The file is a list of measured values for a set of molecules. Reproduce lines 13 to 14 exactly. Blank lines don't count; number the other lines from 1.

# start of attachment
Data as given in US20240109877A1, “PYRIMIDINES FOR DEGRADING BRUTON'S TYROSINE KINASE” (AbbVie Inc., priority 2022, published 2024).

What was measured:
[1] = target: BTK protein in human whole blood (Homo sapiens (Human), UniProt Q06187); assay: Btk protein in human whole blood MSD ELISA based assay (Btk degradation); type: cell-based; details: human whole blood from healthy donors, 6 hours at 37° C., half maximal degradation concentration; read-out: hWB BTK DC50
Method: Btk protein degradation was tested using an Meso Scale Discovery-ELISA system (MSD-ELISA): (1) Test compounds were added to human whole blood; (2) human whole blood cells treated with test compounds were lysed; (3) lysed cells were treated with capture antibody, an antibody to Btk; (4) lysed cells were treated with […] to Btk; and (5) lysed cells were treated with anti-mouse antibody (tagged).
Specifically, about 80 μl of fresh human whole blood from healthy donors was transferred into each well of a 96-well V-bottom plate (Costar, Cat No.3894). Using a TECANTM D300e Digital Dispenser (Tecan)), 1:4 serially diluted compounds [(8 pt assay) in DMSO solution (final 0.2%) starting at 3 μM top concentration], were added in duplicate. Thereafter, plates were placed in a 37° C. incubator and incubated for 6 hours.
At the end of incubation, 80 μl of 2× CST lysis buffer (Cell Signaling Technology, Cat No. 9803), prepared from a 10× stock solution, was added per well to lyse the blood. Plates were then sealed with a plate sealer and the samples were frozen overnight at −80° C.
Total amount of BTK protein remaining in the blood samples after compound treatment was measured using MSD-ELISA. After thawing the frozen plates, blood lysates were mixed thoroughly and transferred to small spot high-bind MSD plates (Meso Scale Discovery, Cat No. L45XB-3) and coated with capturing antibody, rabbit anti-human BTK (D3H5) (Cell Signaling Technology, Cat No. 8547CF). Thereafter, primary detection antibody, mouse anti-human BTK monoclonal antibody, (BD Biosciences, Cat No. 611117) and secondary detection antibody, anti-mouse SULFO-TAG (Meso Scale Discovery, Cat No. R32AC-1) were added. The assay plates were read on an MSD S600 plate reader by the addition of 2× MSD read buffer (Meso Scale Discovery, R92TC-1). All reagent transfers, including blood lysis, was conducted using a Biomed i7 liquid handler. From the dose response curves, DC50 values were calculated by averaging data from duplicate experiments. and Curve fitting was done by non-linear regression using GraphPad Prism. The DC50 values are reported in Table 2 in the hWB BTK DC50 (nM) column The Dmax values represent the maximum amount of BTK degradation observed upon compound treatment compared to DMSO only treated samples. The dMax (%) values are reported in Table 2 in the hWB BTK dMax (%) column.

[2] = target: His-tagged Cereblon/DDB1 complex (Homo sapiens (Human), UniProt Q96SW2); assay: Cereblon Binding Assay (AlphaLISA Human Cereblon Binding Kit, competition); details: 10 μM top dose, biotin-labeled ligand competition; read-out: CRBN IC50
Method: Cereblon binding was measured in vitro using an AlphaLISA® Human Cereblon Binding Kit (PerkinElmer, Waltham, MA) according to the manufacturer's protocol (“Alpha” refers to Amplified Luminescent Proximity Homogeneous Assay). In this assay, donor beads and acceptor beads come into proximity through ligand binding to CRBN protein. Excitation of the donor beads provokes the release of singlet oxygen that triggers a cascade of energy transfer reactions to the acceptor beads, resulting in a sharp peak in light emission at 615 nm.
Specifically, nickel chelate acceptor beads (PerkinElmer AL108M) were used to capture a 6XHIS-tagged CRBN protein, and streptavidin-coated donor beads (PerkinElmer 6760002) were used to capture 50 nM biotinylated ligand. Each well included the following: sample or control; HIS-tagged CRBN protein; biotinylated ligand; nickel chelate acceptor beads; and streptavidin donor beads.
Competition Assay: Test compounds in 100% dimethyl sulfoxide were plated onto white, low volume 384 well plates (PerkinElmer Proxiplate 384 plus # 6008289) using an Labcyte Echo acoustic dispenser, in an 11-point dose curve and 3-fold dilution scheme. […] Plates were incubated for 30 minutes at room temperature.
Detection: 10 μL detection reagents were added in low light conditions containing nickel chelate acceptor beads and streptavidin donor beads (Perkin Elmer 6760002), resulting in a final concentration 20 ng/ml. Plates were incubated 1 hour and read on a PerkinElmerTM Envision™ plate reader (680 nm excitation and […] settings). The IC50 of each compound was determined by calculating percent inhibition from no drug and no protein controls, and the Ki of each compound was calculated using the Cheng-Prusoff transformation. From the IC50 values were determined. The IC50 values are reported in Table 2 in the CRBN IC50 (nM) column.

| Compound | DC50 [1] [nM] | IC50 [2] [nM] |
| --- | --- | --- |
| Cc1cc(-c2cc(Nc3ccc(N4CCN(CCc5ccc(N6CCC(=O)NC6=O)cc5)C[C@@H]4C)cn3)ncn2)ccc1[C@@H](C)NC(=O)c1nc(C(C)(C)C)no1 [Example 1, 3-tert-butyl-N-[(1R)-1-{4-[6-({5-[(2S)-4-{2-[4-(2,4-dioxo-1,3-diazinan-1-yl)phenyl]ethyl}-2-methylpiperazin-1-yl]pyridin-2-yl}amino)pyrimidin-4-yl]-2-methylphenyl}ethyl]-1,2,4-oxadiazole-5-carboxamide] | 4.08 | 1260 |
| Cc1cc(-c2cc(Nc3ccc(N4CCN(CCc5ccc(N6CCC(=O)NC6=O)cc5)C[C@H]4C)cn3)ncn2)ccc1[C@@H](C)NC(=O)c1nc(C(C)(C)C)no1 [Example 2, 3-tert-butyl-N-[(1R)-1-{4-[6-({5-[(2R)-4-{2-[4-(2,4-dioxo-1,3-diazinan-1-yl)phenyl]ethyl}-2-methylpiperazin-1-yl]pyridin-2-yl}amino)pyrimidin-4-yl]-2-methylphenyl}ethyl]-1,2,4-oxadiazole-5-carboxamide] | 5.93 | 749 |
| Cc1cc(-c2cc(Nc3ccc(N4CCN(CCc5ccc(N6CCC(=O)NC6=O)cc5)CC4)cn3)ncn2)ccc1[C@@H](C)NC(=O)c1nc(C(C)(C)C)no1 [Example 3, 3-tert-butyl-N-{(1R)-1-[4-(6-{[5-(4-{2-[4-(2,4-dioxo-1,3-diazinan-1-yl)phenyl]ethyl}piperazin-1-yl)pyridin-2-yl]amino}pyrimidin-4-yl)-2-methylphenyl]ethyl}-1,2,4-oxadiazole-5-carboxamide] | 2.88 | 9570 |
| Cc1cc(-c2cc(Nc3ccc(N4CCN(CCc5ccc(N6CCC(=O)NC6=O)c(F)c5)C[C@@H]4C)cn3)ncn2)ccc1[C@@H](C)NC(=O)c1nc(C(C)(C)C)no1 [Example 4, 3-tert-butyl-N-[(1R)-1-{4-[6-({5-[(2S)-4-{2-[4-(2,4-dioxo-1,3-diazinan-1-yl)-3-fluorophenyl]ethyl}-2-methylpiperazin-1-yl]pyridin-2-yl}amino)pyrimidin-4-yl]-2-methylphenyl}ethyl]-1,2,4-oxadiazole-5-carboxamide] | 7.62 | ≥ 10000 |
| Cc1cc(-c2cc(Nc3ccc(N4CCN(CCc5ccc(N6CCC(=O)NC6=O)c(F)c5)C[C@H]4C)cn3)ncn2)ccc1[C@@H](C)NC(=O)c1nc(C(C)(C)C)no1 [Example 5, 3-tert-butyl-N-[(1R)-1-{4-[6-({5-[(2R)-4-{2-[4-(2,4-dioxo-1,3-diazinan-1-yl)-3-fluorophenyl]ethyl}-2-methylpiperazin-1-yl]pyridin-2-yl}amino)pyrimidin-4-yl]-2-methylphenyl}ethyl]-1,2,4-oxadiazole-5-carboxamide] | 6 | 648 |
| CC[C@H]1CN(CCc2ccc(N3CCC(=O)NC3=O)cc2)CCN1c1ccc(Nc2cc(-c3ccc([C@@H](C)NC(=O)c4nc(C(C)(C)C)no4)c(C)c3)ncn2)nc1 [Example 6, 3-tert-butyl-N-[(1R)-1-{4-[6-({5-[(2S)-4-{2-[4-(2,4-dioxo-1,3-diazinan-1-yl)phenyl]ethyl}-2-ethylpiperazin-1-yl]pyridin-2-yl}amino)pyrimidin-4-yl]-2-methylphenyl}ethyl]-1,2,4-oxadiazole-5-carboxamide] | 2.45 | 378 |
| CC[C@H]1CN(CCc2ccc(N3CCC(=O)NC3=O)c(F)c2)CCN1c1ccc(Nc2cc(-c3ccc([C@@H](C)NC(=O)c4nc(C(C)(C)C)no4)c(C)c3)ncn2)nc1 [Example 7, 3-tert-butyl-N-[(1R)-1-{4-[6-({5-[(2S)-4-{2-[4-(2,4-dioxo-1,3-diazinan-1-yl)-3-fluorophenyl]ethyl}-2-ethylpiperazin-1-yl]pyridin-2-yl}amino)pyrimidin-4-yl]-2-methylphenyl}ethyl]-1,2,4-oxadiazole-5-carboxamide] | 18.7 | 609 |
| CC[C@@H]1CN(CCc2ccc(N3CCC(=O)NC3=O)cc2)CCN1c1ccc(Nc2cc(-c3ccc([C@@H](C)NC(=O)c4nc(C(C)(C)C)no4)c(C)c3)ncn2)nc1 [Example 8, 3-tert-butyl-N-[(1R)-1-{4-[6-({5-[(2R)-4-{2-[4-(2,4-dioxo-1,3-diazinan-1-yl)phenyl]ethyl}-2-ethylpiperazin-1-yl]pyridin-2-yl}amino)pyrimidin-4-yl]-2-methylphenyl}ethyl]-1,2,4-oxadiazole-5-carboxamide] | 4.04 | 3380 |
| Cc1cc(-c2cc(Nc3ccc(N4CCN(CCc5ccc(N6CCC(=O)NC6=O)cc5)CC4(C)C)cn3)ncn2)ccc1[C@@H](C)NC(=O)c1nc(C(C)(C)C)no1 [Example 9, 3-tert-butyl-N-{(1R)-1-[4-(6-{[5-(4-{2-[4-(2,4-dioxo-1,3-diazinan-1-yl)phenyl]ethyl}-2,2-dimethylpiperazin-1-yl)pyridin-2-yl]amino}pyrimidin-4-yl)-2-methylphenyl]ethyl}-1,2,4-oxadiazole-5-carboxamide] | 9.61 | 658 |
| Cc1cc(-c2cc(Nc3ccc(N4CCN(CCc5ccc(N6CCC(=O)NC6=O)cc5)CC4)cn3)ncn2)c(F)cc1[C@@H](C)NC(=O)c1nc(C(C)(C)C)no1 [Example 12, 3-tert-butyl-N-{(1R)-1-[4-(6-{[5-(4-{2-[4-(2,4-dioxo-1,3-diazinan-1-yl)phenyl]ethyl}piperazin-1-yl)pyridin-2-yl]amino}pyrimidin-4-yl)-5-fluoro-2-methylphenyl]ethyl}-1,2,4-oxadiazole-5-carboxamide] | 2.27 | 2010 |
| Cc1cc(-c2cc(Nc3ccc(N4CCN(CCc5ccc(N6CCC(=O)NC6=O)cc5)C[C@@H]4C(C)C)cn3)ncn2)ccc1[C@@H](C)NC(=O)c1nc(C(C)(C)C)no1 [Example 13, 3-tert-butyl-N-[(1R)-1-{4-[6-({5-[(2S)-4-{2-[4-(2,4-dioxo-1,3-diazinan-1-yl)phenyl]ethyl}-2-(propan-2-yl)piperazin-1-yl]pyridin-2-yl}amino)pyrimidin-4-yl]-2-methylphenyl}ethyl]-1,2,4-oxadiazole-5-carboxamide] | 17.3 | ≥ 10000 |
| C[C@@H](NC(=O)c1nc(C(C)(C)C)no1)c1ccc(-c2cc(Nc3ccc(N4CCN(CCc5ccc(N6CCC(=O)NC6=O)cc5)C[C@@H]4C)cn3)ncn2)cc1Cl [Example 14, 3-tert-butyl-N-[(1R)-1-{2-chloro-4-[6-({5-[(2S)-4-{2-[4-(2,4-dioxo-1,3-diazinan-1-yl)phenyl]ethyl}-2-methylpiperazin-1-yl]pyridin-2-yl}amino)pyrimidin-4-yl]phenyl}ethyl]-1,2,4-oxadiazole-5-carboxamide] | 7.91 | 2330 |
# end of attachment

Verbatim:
| Compound | DC50 [1] [nM] | IC50 [2] [nM] |
| --- | --- | --- |